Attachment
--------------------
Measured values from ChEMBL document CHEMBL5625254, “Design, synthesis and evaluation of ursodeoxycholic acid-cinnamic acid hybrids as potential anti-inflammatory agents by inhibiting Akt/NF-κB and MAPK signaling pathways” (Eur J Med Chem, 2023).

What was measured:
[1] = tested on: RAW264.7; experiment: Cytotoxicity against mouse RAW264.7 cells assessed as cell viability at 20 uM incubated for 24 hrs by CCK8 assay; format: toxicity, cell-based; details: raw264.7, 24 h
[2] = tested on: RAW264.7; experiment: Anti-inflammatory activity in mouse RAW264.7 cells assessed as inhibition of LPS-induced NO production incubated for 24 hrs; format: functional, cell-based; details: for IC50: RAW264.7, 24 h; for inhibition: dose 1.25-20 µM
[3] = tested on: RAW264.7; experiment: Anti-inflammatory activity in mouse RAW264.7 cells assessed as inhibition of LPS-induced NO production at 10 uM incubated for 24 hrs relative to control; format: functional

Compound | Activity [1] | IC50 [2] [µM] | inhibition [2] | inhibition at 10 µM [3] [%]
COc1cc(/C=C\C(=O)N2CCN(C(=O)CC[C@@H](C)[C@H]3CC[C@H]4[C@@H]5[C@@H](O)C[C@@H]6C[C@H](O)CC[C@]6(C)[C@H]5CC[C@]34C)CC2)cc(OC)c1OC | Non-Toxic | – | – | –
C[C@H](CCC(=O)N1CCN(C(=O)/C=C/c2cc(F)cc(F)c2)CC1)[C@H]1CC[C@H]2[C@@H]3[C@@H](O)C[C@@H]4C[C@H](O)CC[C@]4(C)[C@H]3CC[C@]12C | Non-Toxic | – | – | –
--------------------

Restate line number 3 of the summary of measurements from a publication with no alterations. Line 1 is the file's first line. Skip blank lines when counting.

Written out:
[1] = tested on: RAW264.7; experiment: Cytotoxicity against mouse RAW264.7 cells assessed as cell viability at 20 uM incubated for 24 hrs by CCK8 assay; format: toxicity, cell-based; details: raw264.7, 24 h